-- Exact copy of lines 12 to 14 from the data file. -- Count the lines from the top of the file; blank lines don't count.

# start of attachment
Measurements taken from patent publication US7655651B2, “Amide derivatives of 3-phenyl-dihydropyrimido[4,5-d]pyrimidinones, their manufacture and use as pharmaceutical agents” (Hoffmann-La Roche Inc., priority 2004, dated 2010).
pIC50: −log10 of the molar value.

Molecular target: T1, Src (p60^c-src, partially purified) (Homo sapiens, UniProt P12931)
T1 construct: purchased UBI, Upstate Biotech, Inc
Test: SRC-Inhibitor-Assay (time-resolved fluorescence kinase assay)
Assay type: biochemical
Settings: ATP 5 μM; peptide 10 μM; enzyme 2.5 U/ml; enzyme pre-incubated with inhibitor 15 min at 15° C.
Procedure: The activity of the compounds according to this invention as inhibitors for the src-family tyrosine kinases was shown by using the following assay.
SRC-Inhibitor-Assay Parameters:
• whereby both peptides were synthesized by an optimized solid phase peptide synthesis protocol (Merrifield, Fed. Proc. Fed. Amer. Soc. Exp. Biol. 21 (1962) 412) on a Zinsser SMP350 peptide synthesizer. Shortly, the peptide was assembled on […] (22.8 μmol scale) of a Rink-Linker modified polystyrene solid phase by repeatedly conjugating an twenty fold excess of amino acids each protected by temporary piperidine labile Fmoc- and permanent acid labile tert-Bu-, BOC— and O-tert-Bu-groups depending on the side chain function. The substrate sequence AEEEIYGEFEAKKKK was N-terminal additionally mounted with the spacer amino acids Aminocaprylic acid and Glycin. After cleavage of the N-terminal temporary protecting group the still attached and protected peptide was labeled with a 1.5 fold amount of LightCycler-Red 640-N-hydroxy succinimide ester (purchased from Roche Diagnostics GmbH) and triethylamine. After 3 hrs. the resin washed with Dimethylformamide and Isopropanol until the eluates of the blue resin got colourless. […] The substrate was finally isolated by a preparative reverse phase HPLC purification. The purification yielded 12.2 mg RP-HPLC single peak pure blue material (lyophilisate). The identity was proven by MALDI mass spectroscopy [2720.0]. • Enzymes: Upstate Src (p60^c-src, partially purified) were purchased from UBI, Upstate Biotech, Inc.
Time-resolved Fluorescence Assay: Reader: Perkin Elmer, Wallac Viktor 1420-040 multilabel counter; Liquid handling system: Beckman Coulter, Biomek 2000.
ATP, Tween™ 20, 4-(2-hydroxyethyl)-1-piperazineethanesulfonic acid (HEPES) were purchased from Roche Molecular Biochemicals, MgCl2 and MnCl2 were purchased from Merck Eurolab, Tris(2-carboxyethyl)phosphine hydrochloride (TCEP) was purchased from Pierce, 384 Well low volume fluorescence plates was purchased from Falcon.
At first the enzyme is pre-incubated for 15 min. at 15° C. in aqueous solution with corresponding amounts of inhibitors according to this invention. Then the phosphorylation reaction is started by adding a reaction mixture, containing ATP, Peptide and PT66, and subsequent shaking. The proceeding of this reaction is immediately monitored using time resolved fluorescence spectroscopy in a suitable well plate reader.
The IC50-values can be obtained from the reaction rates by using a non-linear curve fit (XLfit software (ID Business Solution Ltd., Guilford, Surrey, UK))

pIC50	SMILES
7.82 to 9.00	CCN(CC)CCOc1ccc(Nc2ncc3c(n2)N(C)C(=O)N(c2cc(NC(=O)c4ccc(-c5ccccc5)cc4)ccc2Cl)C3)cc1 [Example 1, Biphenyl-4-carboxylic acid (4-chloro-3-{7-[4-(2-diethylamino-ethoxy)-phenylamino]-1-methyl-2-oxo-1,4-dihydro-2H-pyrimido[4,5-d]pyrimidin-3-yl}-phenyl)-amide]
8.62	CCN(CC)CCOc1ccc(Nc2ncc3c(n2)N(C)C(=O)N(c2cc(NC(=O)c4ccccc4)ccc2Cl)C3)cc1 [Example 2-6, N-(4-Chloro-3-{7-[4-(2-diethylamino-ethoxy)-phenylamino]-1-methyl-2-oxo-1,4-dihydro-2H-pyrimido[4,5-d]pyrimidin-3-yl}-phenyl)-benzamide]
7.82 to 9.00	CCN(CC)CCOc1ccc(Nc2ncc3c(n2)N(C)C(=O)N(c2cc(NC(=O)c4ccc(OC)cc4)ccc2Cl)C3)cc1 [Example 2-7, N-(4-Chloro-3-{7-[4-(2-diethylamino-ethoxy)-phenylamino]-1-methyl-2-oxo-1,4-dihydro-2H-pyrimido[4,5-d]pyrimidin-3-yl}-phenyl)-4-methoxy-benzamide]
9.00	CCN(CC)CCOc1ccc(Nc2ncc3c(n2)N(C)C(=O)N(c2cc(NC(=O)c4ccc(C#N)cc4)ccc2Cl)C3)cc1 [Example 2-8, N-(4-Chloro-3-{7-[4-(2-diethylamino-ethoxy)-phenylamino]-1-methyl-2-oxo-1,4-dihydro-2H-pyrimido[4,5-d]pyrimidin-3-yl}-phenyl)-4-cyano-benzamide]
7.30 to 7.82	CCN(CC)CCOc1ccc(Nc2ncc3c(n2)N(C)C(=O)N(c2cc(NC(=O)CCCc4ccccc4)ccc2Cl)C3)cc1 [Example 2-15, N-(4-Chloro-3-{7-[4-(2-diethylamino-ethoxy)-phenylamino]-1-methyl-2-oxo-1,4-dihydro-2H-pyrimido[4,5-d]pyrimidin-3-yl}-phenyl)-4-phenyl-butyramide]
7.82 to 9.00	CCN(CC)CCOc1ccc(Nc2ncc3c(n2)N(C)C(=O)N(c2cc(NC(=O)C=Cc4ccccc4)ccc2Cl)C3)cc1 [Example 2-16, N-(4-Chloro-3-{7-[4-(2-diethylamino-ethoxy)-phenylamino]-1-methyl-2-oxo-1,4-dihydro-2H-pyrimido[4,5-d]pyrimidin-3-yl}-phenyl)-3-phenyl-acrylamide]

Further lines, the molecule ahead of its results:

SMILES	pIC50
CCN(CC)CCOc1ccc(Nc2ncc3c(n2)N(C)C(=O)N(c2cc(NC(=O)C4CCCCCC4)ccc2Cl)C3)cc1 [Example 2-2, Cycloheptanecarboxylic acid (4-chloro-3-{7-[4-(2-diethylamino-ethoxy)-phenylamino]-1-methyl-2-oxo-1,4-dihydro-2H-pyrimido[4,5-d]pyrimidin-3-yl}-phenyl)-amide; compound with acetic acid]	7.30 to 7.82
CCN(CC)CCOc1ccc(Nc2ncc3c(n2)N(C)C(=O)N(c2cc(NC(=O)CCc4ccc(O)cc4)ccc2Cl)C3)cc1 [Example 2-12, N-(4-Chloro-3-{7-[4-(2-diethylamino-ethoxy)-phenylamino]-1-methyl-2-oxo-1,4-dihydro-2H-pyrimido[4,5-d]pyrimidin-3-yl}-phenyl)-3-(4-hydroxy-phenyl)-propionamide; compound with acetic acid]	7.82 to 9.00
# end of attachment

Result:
ATP, Tween™ 20, 4-(2-hydroxyethyl)-1-piperazineethanesulfonic acid (HEPES) were purchased from Roche Molecular Biochemicals, MgCl2 and MnCl2 were purchased from Merck Eurolab, Tris(2-carboxyethyl)phosphine hydrochloride (TCEP) was purchased from Pierce, 384 Well low volume fluorescence plates was purchased from Falcon.
At first the enzyme is pre-incubated for 15 min. at 15° C. in aqueous solution with corresponding amounts of inhibitors according to this invention. Then the phosphorylation reaction is started by adding a reaction mixture, containing ATP, Peptide and PT66, and subsequent shaking. The proceeding of this reaction is immediately monitored using time resolved fluorescence spectroscopy in a suitable well plate reader.
The IC50-values can be obtained from the reaction rates by using a non-linear curve fit (XLfit software (ID Business Solution Ltd., Guilford, Surrey, UK))